Proteus Gowanus, an interdisciplinary art space located just off Brooklyn's Gowanus Canal, is not having a good start to their week. The small gallery is gearing up against the "freak storm" known as Hurricane Sandy, which is taking its toll on the area.
While many New York art spaces have taken precautions against the possible aftermath of Frankenstorm, Proteus Gowanus faces especially dire consequences due to possible flooding from a nearby Superfund site. The gallery space, located in a former turn of the century box factory, is in close proximity to one of the most infamously contaminated bodies of water in the United States.
The Gowanus Canal, on a better day. Image via Alamy.
The Canal, once a cross-Brooklyn industrial route, served as a dumping ground for oil refineries and chemical plants. For the past 150 years the toxic waterway has been brewing a foul concoction of human excrement, heavy metals and oil. According to the New York Times this potent brew also contains a plethora of suspected carcinogens: "polychlorinated biphenyls, or PCBs; metals like mercury, lead and copper; and debris, including sunken vessels." As those who inhabit the steadily gentrifying artist-laden neighborhood surrounding the unloved canal know all too well, it is known to bubble unceremoniously, stink wildly in the rain and turn a mean seafoam green that prompts many a passerby to ask: "Why is the water that color?"
Even before Sandy reaches full force, the Canal has already begun to overflow, prompting headlines like "Hurricane Sandy could be a toxic shitstorm in the Gowanus Canal" by New York Magazine (hilarious for those whose belongings aren't set to be drenched in mysterious toxic gunk, we suppose). This is the plight of Gowanus' neighborhood gem of an art gallery, known for its unusual art-meets-science hybrid shows.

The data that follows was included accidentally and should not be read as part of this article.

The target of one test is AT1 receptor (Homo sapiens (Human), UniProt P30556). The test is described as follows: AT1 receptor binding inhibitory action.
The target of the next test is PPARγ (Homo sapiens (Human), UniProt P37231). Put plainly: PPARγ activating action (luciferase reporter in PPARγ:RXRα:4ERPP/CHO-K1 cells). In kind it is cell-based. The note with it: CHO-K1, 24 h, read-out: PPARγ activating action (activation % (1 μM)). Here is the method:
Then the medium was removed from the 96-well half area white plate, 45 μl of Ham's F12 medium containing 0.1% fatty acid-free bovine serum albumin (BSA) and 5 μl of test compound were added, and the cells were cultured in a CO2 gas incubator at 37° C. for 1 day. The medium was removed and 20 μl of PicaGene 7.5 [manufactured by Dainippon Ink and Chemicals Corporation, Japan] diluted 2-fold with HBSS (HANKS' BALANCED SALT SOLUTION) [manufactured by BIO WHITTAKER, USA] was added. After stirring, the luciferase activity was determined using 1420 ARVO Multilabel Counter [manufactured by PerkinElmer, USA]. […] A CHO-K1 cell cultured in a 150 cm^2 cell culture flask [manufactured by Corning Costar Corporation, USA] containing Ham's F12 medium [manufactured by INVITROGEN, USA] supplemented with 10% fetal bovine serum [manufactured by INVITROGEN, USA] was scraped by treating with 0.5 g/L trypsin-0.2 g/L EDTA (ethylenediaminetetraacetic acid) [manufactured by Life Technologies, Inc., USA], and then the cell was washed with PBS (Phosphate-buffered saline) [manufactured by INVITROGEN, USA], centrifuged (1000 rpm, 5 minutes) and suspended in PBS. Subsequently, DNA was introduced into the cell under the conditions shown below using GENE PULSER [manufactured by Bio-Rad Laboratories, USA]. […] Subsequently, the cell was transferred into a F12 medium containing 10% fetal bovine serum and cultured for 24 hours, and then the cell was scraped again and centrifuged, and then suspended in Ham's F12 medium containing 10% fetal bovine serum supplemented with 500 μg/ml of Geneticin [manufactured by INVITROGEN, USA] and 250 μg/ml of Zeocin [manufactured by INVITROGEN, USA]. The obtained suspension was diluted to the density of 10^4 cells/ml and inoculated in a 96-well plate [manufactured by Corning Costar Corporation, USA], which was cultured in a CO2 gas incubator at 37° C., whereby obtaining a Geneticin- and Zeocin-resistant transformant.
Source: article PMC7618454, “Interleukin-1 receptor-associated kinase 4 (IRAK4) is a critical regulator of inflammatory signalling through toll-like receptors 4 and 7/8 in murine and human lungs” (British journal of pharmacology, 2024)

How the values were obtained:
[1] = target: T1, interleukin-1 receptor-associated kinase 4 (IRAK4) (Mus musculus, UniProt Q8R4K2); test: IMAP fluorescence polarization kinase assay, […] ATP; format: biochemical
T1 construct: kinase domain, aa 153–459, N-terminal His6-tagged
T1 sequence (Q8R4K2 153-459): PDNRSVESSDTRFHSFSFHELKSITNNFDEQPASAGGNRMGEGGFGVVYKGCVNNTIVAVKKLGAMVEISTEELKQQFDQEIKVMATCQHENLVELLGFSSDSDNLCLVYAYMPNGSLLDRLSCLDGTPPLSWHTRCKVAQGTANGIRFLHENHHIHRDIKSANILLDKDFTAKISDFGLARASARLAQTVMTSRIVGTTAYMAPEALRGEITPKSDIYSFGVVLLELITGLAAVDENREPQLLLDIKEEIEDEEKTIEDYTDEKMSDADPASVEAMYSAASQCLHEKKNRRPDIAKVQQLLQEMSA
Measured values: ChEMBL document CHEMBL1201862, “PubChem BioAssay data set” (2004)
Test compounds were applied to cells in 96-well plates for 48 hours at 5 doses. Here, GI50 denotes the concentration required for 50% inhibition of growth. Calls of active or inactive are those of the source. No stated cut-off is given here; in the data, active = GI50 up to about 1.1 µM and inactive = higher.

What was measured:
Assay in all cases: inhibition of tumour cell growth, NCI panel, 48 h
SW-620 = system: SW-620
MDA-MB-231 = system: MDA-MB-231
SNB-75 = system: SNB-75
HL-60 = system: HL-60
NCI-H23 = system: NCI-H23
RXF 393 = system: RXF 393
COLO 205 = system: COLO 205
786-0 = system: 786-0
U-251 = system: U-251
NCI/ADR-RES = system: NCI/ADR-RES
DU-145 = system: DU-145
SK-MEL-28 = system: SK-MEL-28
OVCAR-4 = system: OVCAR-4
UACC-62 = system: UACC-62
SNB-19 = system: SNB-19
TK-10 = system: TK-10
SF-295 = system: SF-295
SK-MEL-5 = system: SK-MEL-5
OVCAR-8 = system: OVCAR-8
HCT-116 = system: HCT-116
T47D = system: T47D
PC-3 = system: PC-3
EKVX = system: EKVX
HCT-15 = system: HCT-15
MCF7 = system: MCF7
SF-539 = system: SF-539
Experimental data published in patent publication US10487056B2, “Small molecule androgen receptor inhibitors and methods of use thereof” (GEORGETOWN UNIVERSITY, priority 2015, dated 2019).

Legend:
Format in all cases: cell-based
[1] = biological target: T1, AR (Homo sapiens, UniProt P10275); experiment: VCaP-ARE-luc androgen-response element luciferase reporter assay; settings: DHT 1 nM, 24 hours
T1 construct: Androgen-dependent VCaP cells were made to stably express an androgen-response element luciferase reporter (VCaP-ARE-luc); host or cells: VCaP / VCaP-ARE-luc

We spoke with gallery executive director Tamara Pittman on the phone regarding the precautions taken and what to expect when Sandy reaches its peak. Scroll down to see video footage of the Canal on the brink of flooding and photos of Frankenstorm in action.
The Morbid Anatomy Library, part of Proteus Gowanus.
HP: How did you prepare for the hurricane?
TP: Yesterday a lot of people came down to try to help take things out of the gallery. We had a lot of artworks relating to our theme of the year, which happens to be Battles, which now seems appropriate. We moved all the books upstairs. We took down most of what was on our walls and we also emptied the big shelf when you walk in and moved everything up to the very top. We took all the computers and things upstairs. We put out calls, e-mails and Facebook posts to get help. We were so happy to know that we had people out there who cared to help us move out of there.
HP: What are you expecting to happen in the next couple of days?
TP: We did all we could and we have no idea what to expect. It's like, the more you do the more you realize what there is to do. Our building has a big basement, about ten feet high, so hopefully a lot of the water will be trapped down there. We are just standing by at this point. I think the last I heard was about mid-day and nothing had happened yet. But tonight is the big worry. I do not know what will happen if the place floods because it is so polluted. It is just going to be foul. It is one thing to deal with water damage, it's another thing to deal with 150 years of pollution. People aren't really talking about that. It's just going to be really nasty. You just are sort of at the mercy of nature at this point.
HP: Is there anyone in the gallery space today?
TP: No, there were mandatory evacuations. I doubt there is anybody in our building right now. We are pretty certain we won't have any electricity at all. [Gasps] Sorry, there was a big gust of wind.
HP: Did you expect it would be so bad this time around?
TP: We began to worry pretty early on, because we knew we were in Zone A. We did this for Hurricane Irene, too. We did what we could to prepare. After Irene we got no flooding at all. I don't think we'll be so lucky this time around, but I'm hoping it won't be too terrible because of the big basement. It is kind of made for flooding; it has channels into it like mini canals so the water can flow through.
We just hope to survive. I think that's what we're all hoping at this point.
See videos and photos of Hurricane Sandy below and click here to see how you can help.